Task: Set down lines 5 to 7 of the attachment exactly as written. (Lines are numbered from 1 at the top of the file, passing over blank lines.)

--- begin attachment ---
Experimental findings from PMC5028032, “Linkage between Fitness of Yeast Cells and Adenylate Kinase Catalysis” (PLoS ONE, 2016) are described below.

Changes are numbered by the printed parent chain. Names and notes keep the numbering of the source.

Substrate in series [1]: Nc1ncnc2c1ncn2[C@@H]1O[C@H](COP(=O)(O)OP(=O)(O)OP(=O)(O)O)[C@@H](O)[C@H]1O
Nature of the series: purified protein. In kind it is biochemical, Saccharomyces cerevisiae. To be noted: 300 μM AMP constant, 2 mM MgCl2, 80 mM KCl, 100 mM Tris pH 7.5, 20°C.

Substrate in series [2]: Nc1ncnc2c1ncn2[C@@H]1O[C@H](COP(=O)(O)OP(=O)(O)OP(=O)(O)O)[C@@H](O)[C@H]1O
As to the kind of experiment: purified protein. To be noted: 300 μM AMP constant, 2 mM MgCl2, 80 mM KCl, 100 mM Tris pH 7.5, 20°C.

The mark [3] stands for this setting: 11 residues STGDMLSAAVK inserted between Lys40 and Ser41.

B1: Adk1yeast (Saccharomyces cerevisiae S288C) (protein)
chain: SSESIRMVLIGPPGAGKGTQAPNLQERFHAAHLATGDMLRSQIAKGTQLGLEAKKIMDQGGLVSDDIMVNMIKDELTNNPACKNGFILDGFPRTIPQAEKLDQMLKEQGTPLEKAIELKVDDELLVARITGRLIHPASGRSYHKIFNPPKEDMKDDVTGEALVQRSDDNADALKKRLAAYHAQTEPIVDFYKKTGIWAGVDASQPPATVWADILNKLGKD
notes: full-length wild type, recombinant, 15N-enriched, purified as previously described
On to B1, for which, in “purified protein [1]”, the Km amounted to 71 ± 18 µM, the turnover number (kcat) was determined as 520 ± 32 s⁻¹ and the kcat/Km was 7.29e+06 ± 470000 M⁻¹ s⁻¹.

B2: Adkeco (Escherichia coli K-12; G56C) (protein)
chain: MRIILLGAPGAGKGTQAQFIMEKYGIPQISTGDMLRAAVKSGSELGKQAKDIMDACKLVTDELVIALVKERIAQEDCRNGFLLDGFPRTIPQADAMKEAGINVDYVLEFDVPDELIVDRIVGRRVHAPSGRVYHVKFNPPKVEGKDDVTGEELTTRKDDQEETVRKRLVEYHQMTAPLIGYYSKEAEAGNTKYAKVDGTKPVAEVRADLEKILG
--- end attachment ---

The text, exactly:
Substrate in series [2]: Nc1ncnc2c1ncn2[C@@H]1O[C@H](COP(=O)(O)OP(=O)(O)OP(=O)(O)O)[C@@H](O)[C@H]1O
As to the kind of experiment: purified protein. To be noted: 300 μM AMP constant, 2 mM MgCl2, 80 mM KCl, 100 mM Tris pH 7.5, 20°C.

The mark [3] stands for this setting: 11 residues STGDMLSAAVK inserted between Lys40 and Ser41.